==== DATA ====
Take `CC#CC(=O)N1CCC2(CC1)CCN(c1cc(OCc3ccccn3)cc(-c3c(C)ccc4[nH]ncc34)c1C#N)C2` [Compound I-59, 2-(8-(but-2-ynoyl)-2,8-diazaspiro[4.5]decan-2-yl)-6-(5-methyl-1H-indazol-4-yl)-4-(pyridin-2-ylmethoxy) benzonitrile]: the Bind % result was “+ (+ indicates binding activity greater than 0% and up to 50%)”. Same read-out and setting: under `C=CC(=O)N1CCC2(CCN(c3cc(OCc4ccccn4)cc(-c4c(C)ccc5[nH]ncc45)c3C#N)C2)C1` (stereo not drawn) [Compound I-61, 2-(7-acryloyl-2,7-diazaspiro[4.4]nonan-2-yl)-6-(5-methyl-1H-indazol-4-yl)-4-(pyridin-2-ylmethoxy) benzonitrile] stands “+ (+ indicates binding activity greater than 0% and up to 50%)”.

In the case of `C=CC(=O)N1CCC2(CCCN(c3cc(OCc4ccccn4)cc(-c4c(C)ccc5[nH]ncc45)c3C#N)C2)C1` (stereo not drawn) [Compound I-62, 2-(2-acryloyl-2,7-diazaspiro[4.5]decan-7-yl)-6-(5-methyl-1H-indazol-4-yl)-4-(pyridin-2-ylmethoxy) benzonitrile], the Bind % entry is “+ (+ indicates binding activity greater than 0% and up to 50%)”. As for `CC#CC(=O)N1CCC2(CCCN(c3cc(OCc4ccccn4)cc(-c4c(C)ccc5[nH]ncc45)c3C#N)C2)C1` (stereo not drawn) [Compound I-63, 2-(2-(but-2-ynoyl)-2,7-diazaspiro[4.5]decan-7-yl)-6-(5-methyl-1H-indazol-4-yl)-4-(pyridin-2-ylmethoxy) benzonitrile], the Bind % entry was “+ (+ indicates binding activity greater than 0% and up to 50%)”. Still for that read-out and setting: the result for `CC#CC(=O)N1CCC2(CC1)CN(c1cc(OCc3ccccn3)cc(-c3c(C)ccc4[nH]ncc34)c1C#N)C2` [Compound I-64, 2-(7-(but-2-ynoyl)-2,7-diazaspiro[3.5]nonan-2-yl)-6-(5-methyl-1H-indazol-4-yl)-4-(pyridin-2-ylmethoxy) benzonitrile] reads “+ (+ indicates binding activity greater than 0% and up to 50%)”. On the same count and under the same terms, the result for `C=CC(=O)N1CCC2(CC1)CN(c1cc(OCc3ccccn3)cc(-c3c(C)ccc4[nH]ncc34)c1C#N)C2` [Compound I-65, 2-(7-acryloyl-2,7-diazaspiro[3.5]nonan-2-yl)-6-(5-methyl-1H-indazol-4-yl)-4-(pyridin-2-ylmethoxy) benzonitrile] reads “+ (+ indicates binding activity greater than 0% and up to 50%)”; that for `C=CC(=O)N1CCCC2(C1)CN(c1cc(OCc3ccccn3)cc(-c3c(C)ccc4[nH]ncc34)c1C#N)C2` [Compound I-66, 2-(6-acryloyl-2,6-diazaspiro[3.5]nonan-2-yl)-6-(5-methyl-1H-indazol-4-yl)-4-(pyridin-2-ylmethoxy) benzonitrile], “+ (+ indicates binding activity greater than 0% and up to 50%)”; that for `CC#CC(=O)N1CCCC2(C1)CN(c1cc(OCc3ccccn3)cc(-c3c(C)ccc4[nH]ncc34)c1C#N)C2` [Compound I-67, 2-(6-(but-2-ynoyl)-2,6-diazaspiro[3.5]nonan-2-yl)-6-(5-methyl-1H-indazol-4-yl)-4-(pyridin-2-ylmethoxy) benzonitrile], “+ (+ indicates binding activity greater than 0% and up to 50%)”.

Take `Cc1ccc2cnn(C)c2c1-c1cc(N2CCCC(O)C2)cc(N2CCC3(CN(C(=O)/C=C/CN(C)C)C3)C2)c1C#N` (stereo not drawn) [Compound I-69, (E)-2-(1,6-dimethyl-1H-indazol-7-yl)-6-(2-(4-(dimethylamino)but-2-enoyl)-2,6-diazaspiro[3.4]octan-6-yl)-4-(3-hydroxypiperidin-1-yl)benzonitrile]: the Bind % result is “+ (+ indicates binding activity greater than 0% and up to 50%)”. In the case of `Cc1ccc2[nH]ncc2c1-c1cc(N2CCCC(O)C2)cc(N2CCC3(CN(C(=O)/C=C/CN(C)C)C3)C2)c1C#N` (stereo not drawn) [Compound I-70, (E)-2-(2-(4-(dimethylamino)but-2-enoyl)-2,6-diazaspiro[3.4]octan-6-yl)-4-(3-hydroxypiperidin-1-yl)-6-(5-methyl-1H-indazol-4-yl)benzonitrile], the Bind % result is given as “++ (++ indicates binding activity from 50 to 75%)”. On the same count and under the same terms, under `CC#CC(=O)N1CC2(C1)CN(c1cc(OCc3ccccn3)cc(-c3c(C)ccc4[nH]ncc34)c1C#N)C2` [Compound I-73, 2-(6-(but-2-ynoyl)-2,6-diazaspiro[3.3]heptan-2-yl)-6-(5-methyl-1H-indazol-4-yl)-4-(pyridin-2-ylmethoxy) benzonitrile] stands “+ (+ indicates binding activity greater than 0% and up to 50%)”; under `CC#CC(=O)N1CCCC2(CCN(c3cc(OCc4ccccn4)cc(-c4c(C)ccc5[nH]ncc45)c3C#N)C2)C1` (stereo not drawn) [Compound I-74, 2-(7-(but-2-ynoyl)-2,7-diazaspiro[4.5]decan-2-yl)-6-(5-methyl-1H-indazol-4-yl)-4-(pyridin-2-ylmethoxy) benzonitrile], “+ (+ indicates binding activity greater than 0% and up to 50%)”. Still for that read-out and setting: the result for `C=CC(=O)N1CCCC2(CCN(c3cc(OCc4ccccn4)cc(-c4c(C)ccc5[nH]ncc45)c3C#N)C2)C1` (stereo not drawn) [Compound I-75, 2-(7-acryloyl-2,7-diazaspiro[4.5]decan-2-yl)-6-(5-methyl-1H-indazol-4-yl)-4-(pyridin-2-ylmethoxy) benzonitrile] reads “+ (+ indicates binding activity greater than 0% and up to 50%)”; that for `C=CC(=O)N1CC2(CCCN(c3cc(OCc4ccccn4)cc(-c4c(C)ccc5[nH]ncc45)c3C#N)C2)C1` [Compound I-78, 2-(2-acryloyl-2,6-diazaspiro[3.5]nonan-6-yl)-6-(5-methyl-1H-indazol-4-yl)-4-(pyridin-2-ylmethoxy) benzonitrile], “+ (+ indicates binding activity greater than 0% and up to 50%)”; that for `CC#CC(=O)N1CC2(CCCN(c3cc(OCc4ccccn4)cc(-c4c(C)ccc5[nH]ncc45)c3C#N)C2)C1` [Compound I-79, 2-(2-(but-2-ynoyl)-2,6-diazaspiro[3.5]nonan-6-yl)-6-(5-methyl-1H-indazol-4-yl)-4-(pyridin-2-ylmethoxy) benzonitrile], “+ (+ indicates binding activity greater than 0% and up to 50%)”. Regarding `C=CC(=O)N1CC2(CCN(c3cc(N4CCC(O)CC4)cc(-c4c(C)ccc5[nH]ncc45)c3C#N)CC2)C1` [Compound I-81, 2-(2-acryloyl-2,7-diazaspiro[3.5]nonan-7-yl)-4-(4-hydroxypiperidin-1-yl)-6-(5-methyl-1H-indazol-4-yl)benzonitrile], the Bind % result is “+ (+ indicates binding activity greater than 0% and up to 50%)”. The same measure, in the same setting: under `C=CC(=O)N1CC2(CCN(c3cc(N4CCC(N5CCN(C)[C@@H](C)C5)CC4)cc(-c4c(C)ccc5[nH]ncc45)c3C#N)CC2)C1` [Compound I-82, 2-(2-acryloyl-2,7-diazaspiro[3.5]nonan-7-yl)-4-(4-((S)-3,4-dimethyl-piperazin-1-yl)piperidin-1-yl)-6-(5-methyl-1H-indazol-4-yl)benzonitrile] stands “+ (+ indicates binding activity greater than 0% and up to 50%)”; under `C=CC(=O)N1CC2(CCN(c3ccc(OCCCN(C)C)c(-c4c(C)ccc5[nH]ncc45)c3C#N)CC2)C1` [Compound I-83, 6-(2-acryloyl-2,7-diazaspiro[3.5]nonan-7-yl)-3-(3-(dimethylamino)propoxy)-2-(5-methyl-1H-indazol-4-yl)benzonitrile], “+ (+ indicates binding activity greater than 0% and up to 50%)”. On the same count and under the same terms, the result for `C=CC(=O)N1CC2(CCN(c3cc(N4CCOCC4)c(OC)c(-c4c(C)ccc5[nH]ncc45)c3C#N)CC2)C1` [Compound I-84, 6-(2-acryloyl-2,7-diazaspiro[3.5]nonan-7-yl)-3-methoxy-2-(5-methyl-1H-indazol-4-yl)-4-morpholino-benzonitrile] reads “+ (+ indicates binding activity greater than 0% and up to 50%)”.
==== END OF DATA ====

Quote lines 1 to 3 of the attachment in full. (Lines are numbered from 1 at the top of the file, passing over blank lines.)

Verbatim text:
Take `CC#CC(=O)N1CCC2(CC1)CCN(c1cc(OCc3ccccn3)cc(-c3c(C)ccc4[nH]ncc34)c1C#N)C2` [Compound I-59, 2-(8-(but-2-ynoyl)-2,8-diazaspiro[4.5]decan-2-yl)-6-(5-methyl-1H-indazol-4-yl)-4-(pyridin-2-ylmethoxy) benzonitrile]: the Bind % result was “+ (+ indicates binding activity greater than 0% and up to 50%)”. Same read-out and setting: under `C=CC(=O)N1CCC2(CCN(c3cc(OCc4ccccn4)cc(-c4c(C)ccc5[nH]ncc45)c3C#N)C2)C1` (stereo not drawn) [Compound I-61, 2-(7-acryloyl-2,7-diazaspiro[4.4]nonan-2-yl)-6-(5-methyl-1H-indazol-4-yl)-4-(pyridin-2-ylmethoxy) benzonitrile] stands “+ (+ indicates binding activity greater than 0% and up to 50%)”.

In the case of `C=CC(=O)N1CCC2(CCCN(c3cc(OCc4ccccn4)cc(-c4c(C)ccc5[nH]ncc45)c3C#N)C2)C1` (stereo not drawn) [Compound I-62, 2-(2-acryloyl-2,7-diazaspiro[4.5]decan-7-yl)-6-(5-methyl-1H-indazol-4-yl)-4-(pyridin-2-ylmethoxy) benzonitrile], the Bind % entry is “+ (+ indicates binding activity greater than 0% and up to 50%)”. As for `CC#CC(=O)N1CCC2(CCCN(c3cc(OCc4ccccn4)cc(-c4c(C)ccc5[nH]ncc45)c3C#N)C2)C1` (stereo not drawn) [Compound I-63, 2-(2-(but-2-ynoyl)-2,7-diazaspiro[4.5]decan-7-yl)-6-(5-methyl-1H-indazol-4-yl)-4-(pyridin-2-ylmethoxy) benzonitrile], the Bind % entry was “+ (+ indicates binding activity greater than 0% and up to 50%)”. Still for that read-out and setting: the result for `CC#CC(=O)N1CCC2(CC1)CN(c1cc(OCc3ccccn3)cc(-c3c(C)ccc4[nH]ncc34)c1C#N)C2` [Compound I-64, 2-(7-(but-2-ynoyl)-2,7-diazaspiro[3.5]nonan-2-yl)-6-(5-methyl-1H-indazol-4-yl)-4-(pyridin-2-ylmethoxy) benzonitrile] reads “+ (+ indicates binding activity greater than 0% and up to 50%)”. On the same count and under the same terms, the result for `C=CC(=O)N1CCC2(CC1)CN(c1cc(OCc3ccccn3)cc(-c3c(C)ccc4[nH]ncc34)c1C#N)C2` [Compound I-65, 2-(7-acryloyl-2,7-diazaspiro[3.5]nonan-2-yl)-6-(5-methyl-1H-indazol-4-yl)-4-(pyridin-2-ylmethoxy) benzonitrile] reads “+ (+ indicates binding activity greater than 0% and up to 50%)”; that for `C=CC(=O)N1CCCC2(C1)CN(c1cc(OCc3ccccn3)cc(-c3c(C)ccc4[nH]ncc34)c1C#N)C2` [Compound I-66, 2-(6-acryloyl-2,6-diazaspiro[3.5]nonan-2-yl)-6-(5-methyl-1H-indazol-4-yl)-4-(pyridin-2-ylmethoxy) benzonitrile], “+ (+ indicates binding activity greater than 0% and up to 50%)”; that for `CC#CC(=O)N1CCCC2(C1)CN(c1cc(OCc3ccccn3)cc(-c3c(C)ccc4[nH]ncc34)c1C#N)C2` [Compound I-67, 2-(6-(but-2-ynoyl)-2,6-diazaspiro[3.5]nonan-2-yl)-6-(5-methyl-1H-indazol-4-yl)-4-(pyridin-2-ylmethoxy) benzonitrile], “+ (+ indicates binding activity greater than 0% and up to 50%)”.

Take `Cc1ccc2cnn(C)c2c1-c1cc(N2CCCC(O)C2)cc(N2CCC3(CN(C(=O)/C=C/CN(C)C)C3)C2)c1C#N` (stereo not drawn) [Compound I-69, (E)-2-(1,6-dimethyl-1H-indazol-7-yl)-6-(2-(4-(dimethylamino)but-2-enoyl)-2,6-diazaspiro[3.4]octan-6-yl)-4-(3-hydroxypiperidin-1-yl)benzonitrile]: the Bind % result is “+ (+ indicates binding activity greater than 0% and up to 50%)”. In the case of `Cc1ccc2[nH]ncc2c1-c1cc(N2CCCC(O)C2)cc(N2CCC3(CN(C(=O)/C=C/CN(C)C)C3)C2)c1C#N` (stereo not drawn) [Compound I-70, (E)-2-(2-(4-(dimethylamino)but-2-enoyl)-2,6-diazaspiro[3.4]octan-6-yl)-4-(3-hydroxypiperidin-1-yl)-6-(5-methyl-1H-indazol-4-yl)benzonitrile], the Bind % result is given as “++ (++ indicates binding activity from 50 to 75%)”. On the same count and under the same terms, under `CC#CC(=O)N1CC2(C1)CN(c1cc(OCc3ccccn3)cc(-c3c(C)ccc4[nH]ncc34)c1C#N)C2` [Compound I-73, 2-(6-(but-2-ynoyl)-2,6-diazaspiro[3.3]heptan-2-yl)-6-(5-methyl-1H-indazol-4-yl)-4-(pyridin-2-ylmethoxy) benzonitrile] stands “+ (+ indicates binding activity greater than 0% and up to 50%)”; under `CC#CC(=O)N1CCCC2(CCN(c3cc(OCc4ccccn4)cc(-c4c(C)ccc5[nH]ncc45)c3C#N)C2)C1` (stereo not drawn) [Compound I-74, 2-(7-(but-2-ynoyl)-2,7-diazaspiro[4.5]decan-2-yl)-6-(5-methyl-1H-indazol-4-yl)-4-(pyridin-2-ylmethoxy) benzonitrile], “+ (+ indicates binding activity greater than 0% and up to 50%)”. Still for that read-out and setting: the result for `C=CC(=O)N1CCCC2(CCN(c3cc(OCc4ccccn4)cc(-c4c(C)ccc5[nH]ncc45)c3C#N)C2)C1` (stereo not drawn) [Compound I-75, 2-(7-acryloyl-2,7-diazaspiro[4.5]decan-2-yl)-6-(5-methyl-1H-indazol-4-yl)-4-(pyridin-2-ylmethoxy) benzonitrile] reads “+ (+ indicates binding activity greater than 0% and up to 50%)”; that for `C=CC(=O)N1CC2(CCCN(c3cc(OCc4ccccn4)cc(-c4c(C)ccc5[nH]ncc45)c3C#N)C2)C1` [Compound I-78, 2-(2-acryloyl-2,6-diazaspiro[3.5]nonan-6-yl)-6-(5-methyl-1H-indazol-4-yl)-4-(pyridin-2-ylmethoxy) benzonitrile], “+ (+ indicates binding activity greater than 0% and up to 50%)”; that for `CC#CC(=O)N1CC2(CCCN(c3cc(OCc4ccccn4)cc(-c4c(C)ccc5[nH]ncc45)c3C#N)C2)C1` [Compound I-79, 2-(2-(but-2-ynoyl)-2,6-diazaspiro[3.5]nonan-6-yl)-6-(5-methyl-1H-indazol-4-yl)-4-(pyridin-2-ylmethoxy) benzonitrile], “+ (+ indicates binding activity greater than 0% and up to 50%)”. Regarding `C=CC(=O)N1CC2(CCN(c3cc(N4CCC(O)CC4)cc(-c4c(C)ccc5[nH]ncc45)c3C#N)CC2)C1` [Compound I-81, 2-(2-acryloyl-2,7-diazaspiro[3.5]nonan-7-yl)-4-(4-hydroxypiperidin-1-yl)-6-(5-methyl-1H-indazol-4-yl)benzonitrile], the Bind % result is “+ (+ indicates binding activity greater than 0% and up to 50%)”. The same measure, in the same setting: under `C=CC(=O)N1CC2(CCN(c3cc(N4CCC(N5CCN(C)[C@@H](C)C5)CC4)cc(-c4c(C)ccc5[nH]ncc45)c3C#N)CC2)C1` [Compound I-82, 2-(2-acryloyl-2,7-diazaspiro[3.5]nonan-7-yl)-4-(4-((S)-3,4-dimethyl-piperazin-1-yl)piperidin-1-yl)-6-(5-methyl-1H-indazol-4-yl)benzonitrile] stands “+ (+ indicates binding activity greater than 0% and up to 50%)”; under `C=CC(=O)N1CC2(CCN(c3ccc(OCCCN(C)C)c(-c4c(C)ccc5[nH]ncc45)c3C#N)CC2)C1` [Compound I-83, 6-(2-acryloyl-2,7-diazaspiro[3.5]nonan-7-yl)-3-(3-(dimethylamino)propoxy)-2-(5-methyl-1H-indazol-4-yl)benzonitrile], “+ (+ indicates binding activity greater than 0% and up to 50%)”. On the same count and under the same terms, the result for `C=CC(=O)N1CC2(CCN(c3cc(N4CCOCC4)c(OC)c(-c4c(C)ccc5[nH]ncc45)c3C#N)CC2)C1` [Compound I-84, 6-(2-acryloyl-2,7-diazaspiro[3.5]nonan-7-yl)-3-methoxy-2-(5-methyl-1H-indazol-4-yl)-4-morpholino-benzonitrile] reads “+ (+ indicates binding activity greater than 0% and up to 50%)”.